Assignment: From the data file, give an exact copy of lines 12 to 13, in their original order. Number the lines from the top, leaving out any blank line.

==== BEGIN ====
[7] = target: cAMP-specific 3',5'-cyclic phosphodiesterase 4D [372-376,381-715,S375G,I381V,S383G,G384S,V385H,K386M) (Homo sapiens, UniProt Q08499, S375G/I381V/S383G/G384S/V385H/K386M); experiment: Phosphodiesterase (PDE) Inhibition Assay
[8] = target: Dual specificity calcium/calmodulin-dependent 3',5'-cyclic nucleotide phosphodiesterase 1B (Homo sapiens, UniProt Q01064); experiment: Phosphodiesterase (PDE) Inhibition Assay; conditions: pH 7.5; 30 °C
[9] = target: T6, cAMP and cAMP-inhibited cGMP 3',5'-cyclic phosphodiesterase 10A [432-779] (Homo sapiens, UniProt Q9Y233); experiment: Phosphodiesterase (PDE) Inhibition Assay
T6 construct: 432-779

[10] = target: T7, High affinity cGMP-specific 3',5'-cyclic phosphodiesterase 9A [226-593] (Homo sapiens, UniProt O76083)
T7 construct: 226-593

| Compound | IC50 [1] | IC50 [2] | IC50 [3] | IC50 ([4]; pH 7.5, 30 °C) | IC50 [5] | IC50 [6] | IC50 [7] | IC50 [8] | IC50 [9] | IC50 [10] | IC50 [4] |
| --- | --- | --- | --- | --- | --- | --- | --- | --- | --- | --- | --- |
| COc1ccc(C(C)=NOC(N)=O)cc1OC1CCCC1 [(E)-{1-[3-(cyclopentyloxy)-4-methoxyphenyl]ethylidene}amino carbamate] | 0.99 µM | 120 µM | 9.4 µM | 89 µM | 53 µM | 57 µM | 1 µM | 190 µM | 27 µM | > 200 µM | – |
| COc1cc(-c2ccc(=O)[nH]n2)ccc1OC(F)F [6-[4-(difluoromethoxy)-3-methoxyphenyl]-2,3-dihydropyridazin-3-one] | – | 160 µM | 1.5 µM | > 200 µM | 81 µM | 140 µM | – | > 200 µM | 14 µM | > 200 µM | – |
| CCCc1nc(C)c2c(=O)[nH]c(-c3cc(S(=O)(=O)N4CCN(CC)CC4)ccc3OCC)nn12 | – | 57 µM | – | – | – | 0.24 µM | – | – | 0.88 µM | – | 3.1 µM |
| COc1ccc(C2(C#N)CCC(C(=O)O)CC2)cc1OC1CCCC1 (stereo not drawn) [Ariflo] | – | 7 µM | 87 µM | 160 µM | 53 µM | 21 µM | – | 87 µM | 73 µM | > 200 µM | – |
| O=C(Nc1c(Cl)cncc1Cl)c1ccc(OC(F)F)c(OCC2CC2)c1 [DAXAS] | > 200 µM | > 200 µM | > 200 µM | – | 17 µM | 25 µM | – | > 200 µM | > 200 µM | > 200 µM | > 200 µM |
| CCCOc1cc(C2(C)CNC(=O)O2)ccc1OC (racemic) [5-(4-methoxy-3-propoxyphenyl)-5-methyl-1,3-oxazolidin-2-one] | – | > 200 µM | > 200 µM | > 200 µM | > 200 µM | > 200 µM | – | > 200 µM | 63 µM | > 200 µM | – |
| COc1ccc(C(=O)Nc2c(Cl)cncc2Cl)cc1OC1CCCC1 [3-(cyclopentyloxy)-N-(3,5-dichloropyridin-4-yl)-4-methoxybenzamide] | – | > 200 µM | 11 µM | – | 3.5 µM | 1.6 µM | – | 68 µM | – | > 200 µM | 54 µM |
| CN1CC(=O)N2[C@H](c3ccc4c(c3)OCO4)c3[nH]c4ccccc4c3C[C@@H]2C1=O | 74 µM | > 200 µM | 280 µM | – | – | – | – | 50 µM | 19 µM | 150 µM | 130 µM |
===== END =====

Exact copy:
| COc1ccc(C2(C#N)CCC(C(=O)O)CC2)cc1OC1CCCC1 (stereo not drawn) [Ariflo] | – | 7 µM | 87 µM | 160 µM | 53 µM | 21 µM | – | 87 µM | 73 µM | > 200 µM | – |
| O=C(Nc1c(Cl)cncc1Cl)c1ccc(OC(F)F)c(OCC2CC2)c1 [DAXAS] | > 200 µM | > 200 µM | > 200 µM | – | 17 µM | 25 µM | – | > 200 µM | > 200 µM | > 200 µM | > 200 µM |